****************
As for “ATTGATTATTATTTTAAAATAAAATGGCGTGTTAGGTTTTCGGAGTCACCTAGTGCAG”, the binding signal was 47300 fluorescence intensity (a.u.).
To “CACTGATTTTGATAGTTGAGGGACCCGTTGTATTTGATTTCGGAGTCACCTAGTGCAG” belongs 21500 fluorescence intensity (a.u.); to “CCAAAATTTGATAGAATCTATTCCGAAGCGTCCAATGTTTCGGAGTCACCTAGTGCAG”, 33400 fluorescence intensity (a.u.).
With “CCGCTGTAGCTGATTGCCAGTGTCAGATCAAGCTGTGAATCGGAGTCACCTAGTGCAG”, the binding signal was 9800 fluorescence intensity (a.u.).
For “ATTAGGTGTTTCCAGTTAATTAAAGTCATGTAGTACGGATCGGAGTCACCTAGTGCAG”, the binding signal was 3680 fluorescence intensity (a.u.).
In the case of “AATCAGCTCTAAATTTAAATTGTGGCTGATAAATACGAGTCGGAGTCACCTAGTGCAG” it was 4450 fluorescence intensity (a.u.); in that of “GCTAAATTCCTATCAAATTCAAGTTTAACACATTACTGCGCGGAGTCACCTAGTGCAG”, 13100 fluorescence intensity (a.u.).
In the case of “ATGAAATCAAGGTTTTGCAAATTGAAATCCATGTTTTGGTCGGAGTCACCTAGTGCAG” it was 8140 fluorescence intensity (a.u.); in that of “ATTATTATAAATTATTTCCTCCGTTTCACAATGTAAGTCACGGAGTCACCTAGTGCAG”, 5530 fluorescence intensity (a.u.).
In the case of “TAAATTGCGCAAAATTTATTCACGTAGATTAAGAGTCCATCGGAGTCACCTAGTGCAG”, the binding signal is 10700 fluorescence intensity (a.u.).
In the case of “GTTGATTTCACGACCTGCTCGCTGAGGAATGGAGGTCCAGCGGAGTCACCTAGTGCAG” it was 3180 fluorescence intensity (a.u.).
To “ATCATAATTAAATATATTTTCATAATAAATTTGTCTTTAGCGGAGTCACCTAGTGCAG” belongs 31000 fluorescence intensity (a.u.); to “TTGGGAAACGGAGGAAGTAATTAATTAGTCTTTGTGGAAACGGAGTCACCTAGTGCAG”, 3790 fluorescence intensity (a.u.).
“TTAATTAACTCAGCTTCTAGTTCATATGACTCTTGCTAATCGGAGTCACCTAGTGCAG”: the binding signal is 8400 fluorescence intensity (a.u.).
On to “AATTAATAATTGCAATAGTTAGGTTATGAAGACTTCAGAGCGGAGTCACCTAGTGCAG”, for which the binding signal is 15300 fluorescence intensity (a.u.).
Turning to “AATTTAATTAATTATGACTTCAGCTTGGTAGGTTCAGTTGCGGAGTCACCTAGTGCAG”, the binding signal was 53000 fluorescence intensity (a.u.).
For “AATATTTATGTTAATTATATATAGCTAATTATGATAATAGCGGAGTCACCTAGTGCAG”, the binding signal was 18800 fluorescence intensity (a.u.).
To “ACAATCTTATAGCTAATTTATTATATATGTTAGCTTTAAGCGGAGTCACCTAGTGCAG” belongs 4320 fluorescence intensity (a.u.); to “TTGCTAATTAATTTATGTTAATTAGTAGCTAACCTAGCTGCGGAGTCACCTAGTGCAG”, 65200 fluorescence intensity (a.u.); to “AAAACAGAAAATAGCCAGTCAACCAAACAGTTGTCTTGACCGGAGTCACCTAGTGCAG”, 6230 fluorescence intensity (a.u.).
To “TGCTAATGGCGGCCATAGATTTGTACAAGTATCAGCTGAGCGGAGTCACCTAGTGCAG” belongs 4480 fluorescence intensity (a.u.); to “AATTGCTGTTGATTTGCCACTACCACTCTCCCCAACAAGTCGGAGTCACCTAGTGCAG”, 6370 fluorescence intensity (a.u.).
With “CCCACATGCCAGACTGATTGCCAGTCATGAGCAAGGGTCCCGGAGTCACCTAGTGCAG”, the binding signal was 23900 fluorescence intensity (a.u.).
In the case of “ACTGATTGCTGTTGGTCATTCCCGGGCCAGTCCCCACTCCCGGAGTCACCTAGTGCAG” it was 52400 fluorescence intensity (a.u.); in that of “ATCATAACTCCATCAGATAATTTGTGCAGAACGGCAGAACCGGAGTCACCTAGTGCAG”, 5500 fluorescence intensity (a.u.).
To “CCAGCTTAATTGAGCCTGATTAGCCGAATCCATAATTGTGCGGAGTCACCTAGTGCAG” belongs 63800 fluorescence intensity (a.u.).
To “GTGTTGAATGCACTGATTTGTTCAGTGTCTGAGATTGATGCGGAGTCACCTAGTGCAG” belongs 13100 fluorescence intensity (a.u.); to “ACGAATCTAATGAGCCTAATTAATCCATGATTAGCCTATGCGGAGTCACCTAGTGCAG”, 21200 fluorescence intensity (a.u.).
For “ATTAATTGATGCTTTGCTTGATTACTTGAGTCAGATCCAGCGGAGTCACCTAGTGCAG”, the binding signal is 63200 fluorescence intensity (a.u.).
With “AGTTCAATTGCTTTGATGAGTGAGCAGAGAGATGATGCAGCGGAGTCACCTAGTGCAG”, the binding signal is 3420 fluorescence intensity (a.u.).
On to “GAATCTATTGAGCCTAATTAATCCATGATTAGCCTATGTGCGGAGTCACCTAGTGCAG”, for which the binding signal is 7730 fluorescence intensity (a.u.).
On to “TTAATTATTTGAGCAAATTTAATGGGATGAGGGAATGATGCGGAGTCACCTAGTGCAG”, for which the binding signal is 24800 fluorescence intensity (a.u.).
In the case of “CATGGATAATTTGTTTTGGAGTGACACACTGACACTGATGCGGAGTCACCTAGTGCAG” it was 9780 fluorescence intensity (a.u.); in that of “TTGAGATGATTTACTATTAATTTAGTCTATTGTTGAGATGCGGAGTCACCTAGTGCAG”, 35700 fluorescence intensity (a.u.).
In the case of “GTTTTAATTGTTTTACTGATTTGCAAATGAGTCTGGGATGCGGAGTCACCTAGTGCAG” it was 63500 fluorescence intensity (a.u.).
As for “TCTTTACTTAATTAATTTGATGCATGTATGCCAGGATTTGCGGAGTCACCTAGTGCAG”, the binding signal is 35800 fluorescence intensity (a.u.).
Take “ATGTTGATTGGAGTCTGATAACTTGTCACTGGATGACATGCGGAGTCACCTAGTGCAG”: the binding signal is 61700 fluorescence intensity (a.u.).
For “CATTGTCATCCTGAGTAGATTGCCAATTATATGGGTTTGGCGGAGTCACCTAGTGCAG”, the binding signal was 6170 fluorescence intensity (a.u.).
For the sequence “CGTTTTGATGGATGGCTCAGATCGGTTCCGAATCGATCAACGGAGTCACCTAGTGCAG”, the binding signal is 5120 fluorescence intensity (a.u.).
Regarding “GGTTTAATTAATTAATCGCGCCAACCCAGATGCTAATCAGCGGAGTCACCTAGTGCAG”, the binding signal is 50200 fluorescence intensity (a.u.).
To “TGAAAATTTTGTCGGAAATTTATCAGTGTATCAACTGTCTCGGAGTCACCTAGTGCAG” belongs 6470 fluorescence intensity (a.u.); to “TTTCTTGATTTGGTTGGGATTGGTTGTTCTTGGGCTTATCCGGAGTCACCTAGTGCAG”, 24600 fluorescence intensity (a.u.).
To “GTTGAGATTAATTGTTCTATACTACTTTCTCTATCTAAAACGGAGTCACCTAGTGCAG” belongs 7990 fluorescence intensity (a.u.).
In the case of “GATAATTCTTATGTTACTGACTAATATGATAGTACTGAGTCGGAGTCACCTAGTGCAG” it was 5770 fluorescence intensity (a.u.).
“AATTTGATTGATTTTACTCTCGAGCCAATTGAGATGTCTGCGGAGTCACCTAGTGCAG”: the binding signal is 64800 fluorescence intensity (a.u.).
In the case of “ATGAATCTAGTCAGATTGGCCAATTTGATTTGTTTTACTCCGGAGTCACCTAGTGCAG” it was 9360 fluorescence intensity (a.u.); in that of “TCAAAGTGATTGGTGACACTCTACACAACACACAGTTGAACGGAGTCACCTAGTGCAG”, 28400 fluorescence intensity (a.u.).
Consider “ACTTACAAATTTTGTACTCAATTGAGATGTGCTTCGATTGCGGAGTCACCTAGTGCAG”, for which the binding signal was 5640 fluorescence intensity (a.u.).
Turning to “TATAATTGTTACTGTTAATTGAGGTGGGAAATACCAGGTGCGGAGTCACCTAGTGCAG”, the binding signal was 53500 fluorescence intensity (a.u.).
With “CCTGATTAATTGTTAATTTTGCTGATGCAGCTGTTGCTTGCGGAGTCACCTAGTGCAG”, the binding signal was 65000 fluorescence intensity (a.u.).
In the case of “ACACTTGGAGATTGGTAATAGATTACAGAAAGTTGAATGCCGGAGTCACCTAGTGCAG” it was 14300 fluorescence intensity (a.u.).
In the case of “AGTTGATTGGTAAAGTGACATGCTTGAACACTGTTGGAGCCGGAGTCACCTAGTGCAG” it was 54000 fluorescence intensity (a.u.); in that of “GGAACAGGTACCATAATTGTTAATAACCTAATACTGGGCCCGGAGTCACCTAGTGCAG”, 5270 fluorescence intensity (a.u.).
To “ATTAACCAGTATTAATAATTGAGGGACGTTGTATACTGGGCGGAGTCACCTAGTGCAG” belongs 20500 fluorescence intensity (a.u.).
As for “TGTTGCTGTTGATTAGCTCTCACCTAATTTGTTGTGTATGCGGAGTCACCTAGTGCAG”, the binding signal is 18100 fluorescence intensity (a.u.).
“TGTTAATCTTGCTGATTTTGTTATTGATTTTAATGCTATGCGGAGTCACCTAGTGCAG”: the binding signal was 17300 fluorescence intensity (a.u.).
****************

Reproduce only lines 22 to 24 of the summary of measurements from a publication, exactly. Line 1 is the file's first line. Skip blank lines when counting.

On to “GAATCTATTGAGCCTAATTAATCCATGATTAGCCTATGTGCGGAGTCACCTAGTGCAG”, for which the binding signal is 7730 fluorescence intensity (a.u.).
On to “TTAATTATTTGAGCAAATTTAATGGGATGAGGGAATGATGCGGAGTCACCTAGTGCAG”, for which the binding signal is 24800 fluorescence intensity (a.u.).
In the case of “CATGGATAATTTGTTTTGGAGTGACACACTGACACTGATGCGGAGTCACCTAGTGCAG” it was 9780 fluorescence intensity (a.u.); in that of “TTGAGATGATTTACTATTAATTTAGTCTATTGTTGAGATGCGGAGTCACCTAGTGCAG”, 35700 fluorescence intensity (a.u.).